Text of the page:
Trump embraces deep state conspiracy theory

Spicer doesn't reject 'deep state' existence
Spicer doesn't reject 'deep state' existence

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    Spicer doesn't reject 'deep state' existence

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Story highlights

  • The idea of the deep state was pushed most notably by former White House strategist Stephen Bannon
  • The notion of a deep state was debated at length in the early days of the Trump administration

Washington (CNN)He still believes it all, according to a stunning new New York Times report. Barack Obama's birth certificate. The inauguration crowd sizes. Being cheated out of the popular vote. Each of the conspiracy theories President Donald Trump has pushed, he still harbors in private conversations with senators and aides, according to the report, which also suggests he questions whether it's his own voice on the "Access Hollywood" tape.

Nobody's on the record and he doesn't say the stuff in public, so even if he believes it, it's not like he's pushing it exactly.
Trump is, however, now officially pushing a more sinister conspiracy theory -- the so-called deep state -- the idea that an entrenched bureaucracy is working to delegitimize him.
    For the first time, Trump mentioned the idea of a "deep state" on Twitter on Tuesday evening, apparently after watching Fox News.
    "Charles McCullough, the respected fmr Intel Comm Inspector General, said public was misled on Crooked Hillary Emails. 'Emails endangered National Security.' Why aren't our deep State authorities looking at this? Rigged & corrupt?" He tagged Fox News personalities Sean Hannity and Tucker Carlson in the tweet.
    We'll get to Trump and the Clinton emails in a second, but first, the deep state. Although it's a favorite theory of conservative media outlets such as Breitbart and Fox News, the idea of the deep state was pushed most notably by former White House strategist Stephen Bannon, who remains a Trump ally.
    Outside the White House since August, Bannon's made it his goal to target entrenched Republican senators, many of whom, presumably, are complicit in the deep state's goal of controlling Washington.
    The notion of a deep state was debated at length in the early days of the Trump administration, as the government switched leadership.
    "I think that there's no question when you have eight years of one party in office, there are people who stay in government and continue to espouse the agenda of the previous administration," then-White House press secretary Sean Spicer said in March. "So I don't think it should come as any surprise there are people that burrowed into government during eight years of the last administration and may have believed in that agenda and may continue to seek it," he went on.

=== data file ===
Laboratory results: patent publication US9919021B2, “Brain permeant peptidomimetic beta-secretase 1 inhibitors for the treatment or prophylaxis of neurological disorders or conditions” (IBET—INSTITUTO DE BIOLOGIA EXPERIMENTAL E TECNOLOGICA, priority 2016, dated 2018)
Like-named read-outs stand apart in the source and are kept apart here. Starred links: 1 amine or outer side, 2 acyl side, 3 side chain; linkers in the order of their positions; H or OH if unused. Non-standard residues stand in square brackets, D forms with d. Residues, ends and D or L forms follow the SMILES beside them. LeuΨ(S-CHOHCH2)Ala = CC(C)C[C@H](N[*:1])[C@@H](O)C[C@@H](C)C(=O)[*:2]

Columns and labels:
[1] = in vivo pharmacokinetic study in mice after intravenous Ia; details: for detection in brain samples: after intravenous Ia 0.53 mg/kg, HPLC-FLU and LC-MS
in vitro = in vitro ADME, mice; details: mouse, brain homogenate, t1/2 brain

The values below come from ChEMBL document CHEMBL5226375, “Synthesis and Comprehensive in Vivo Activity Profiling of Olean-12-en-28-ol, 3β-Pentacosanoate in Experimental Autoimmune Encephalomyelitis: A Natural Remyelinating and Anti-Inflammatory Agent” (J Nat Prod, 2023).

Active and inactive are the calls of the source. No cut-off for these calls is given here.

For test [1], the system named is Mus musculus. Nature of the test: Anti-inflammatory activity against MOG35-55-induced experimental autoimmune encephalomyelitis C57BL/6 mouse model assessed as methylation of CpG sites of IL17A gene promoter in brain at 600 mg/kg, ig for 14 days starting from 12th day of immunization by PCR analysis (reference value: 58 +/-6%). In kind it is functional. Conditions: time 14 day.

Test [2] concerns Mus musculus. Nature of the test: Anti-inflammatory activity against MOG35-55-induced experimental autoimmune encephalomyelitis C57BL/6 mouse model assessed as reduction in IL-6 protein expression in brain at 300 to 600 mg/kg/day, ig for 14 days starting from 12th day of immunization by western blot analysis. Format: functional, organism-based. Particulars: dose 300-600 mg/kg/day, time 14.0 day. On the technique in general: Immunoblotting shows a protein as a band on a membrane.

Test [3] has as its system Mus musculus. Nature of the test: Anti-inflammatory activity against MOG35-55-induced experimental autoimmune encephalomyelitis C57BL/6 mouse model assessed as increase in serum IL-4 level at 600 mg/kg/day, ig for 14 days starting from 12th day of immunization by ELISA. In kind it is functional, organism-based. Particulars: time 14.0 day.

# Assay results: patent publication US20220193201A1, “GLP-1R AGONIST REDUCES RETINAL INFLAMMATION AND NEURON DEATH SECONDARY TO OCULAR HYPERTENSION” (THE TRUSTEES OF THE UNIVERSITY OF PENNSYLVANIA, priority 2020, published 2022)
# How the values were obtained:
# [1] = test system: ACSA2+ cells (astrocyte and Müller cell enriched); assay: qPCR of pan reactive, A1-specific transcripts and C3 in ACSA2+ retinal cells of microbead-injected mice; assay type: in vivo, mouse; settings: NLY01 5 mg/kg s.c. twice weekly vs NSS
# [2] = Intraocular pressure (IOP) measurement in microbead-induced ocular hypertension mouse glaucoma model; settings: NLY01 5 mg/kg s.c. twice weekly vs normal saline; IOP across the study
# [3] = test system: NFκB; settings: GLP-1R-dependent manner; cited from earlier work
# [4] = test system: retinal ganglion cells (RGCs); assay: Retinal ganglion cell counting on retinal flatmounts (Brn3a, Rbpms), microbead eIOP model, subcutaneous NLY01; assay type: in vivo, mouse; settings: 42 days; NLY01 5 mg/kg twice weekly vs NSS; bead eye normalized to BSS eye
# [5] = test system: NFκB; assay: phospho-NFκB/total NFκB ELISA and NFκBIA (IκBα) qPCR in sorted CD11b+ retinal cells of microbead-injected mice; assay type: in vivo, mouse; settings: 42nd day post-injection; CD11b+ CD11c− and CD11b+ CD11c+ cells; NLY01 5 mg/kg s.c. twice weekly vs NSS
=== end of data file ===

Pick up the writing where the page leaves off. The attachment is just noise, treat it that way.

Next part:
For recent evidence of a deep state mentality, Trump could look to the controversy over who should be leading the Consumer Financial Protection Bureau after agency head Richard Cordray resigned.
    Someone perhaps in favor of the idea of a deep state might look to Cordray's last-minute appointment of an aide as acting director, hoping she would step in to lead the agency until Congress appointed someone new. Trump's administration scrambled to appoint Office of Management and Budget Director Mick Mulvaney to be the interim leader instead. Mulvaney is no fan of the agency, once voted to disband it, and generally wants a smaller government.
    Aides posted pictures of him, hard at work with thick binders.
    And a federal judge agreed Tuesday night, keeping Cordray in the office temporarily.
    Trump, 1; deep state, 0.
    Cordray, himself, told Politico that any fight over bureau leadership would be temporary until the Senate confirmed a successor.
    "Ultimately, Trump will make an appointment. They will have to go through a confirmation process, and we won't have somebody who is holding two offices at once," he said, according to Politico.
    Now back to Hillary Clinton's emails and Charles McCullough, the Obama-appointed former intelligence community inspector general who appeared on Fox News on Tuesday night and said he faced personal and professional blowback from Clinton allies after sharing information about classified information passed through Clinton's server with Republicans on Capitol Hill.
    Trump has kept a steady drumbeat of focus back on Clinton's emails, even though she's no longer in government service and he defeated her more than a year ago.
    That pressure has kept pace with the investigation into his own staffers and campaign by Robert Mueller, the special counsel appointed to investigate Russian meddling in the US election and possible collusion with Trump's campaign. Attorney General Jeff Sessions recused himself after he declined to mention multiple meetings he had with Russians during the campaign.
    When Trump gripes about why the deep state isn't looking at Clinton's emails, he's probably really griping about the investigations into his own campaign's activities.
    Trump has much to fear from Mueller, whose work has already yielded a guilty plea form former adviser George Papadopoulos and the indictment of Trump's former campaign chairman Paul Manafort, along with Manafort's business partner.
    While he is a former FBI director, however, Mueller is not exactly the deep state. He was appointed as special counsel by Trump's deputy attorney general, although Trump was irate at Sessions for allowing the appointment to happen.
    But it's not an entrenched bureaucracy. It's a special counsel methodically investigating possible collusion.